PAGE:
Image

Photos: Courtesy B3 Architects

Au Courant With its glass walls and swoosh roofline, the multigenerational house telegraphs its accomodation to today's lifestyles and values, though the envelop can be modified for traditional tastes. The living spaces' glazing and operable louvers are designed for a southern orientation. The overhangs shelter the entry and create covered courtyards. Exterior surface materials can range from metal to fiber cement to tile, and the fascia can be fitted with integrated photovoltaics.

The single-family home is under tremendous pressure these days. Tight credit makes any home hard to buy, and the uncertain economy makes purchasing a house unattractive for anything other than a long-term investment. With traditional floor plans failing to lure sidelined buyers, Builder asked architect Barry Berkus of B3 Architects | Berkus Design Studio, based in Santa Barbara, Calif., to forge new ground by brainstorming ideas that might lead us out of the recession. One thing is clear: With a residential sector rocked by economic, cultural, and demographic changes, the time is ripe for reinvention.

Specifically, the economic upheaval is reviving interest in multigenerational housing as Americans of all ages contemplate more efficient and constructive ways of living. Aging parents, many facing smaller nest eggs, are seeking alternatives to expensive assisted-living facilities. Add to that job uncertainty for household heads and unemployed college graduates boomeranging back home. According to Census Bureau data, 50 million Americans lived in multigenerational homes in 2009—11 percent more than in 2007.

“What is the most important thing you can do now to restart the building industry? In my mind it’s to change the relationships in a house so it fits a family that’s getting more mature,” Berkus says. “It’s hard to find new houses that live comfortably for a nuclear family but can also accommodate extended family and even the unrelated.”

Free Association

A multitasking floor plan lets buyers set up houses any way they please.

Image

Photos: Courtesy B3 Architects; Berkus Design Studio

First Floor

Image

Photos: Courtesy B3 Architects; Berkus Design Studio

Second Floor

Image

Photos: Courtesy B3 Architects; Berkus Design Studio

Third Floor


Multigenerational living has long-term appeal beyond the current economy. It’s common practice among minorities, which, according to the Pew Research Center, accounted for 74 percent of U.S. net household growth between 2003 and 2009. What minorities have long known is that there’s strength in numbers: Shared housing functions as daycare for older adults, live-in help for children, and housing support for the unemployed or underemployed. More than an austerity mindset, generationally mixed habitats have potential emotional benefits: Families discover richness in authenticity, story-telling, and creativity.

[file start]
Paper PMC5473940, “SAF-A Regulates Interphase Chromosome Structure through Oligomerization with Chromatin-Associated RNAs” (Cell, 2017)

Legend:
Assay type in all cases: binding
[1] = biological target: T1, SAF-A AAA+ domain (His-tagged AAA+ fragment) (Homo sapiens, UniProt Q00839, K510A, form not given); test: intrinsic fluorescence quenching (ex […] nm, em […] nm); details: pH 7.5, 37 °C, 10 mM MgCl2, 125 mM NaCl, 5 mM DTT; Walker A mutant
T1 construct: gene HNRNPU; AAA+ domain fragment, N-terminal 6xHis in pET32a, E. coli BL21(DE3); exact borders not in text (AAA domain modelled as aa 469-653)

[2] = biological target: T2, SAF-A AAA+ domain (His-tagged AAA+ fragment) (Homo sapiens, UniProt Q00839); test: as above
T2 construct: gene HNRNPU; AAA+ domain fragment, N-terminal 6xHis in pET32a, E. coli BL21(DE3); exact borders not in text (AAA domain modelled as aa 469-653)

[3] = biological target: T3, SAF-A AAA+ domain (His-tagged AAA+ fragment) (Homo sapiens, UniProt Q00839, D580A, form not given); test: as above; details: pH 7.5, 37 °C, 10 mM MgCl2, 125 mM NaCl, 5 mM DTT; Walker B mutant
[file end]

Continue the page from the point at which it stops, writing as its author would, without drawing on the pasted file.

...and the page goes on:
The following schemes are not all that different from how our great-grandparents lived. Yet they’re far more appealing to modern families who value independence and privacy. How do you overcome people’s reluctance to live together? As these two prototypes show, it’s by offering clever floor plans that commingle common gathering spaces with living suites and separate entrances. More important, both prototypes can start as one thing and morph into another.

Berkus’ first scheme is compact, stacked, and easy to build on an urban or suburban lot. The first floor has a central gathering space containing living, dining, and cooking functions. An adjacent bedroom suite—with a sitting area, kitchenette, and separate entrance—could be used by parents, grandparents, or, if zoning allows, an unrelated renter.

Upstairs are three bedrooms and a family room that works equally well as a traditional home office. “A second living room would give the people upstairs a place to relax if someone was using the lower-floor living room,” Berkus says. Additionally, the detachable garage/carriage house welcomes the bounce-back kid—or a paying tenant. Call it the entrepreneurial approach to homeownership. This model taps into a massive audience interested in making their house the piggy bank it once was, and will be again.

Berkus estimates a cost-to-build of $80 to $100 per square foot using the roof form, louvers, and curtain wall glazing systems shown in the large renderings—add more for steel or flyash concrete framing and solar panels. Simple wood framing, shed roofs, and smaller windows would bring costs down to roughly $60 per square foot, depending on the geographic region.

Image

Photos: Courtesy B3 Architects; Berkus Design Studio

Spice of Life The prototype also adapts to regional styles and tastes with simple changes to the roofline, window openings, and exterior materials.

Image

Photos: Courtesy B3 Architects; Berkus Design Studio

Image

Photos: Courtesy B3 Architects; Berkus Design Studio



Grounds for Change

Land plans rethink the suburban layout of houses lined up along the street. At left are five units and their detached garages with an apartment or studio above, organized around gardens, walkways, and an orchard. This configuration works as a family compound, for buyers with common interests, or for seniors wishing to rent out parts of their house. The scheme also scales up into entire neighborhoods.

Image

Photos: Courtesy B3 Architects

Image

Photos: Courtesy B3 Architects

Image

Photos: Courtesy B3 Architects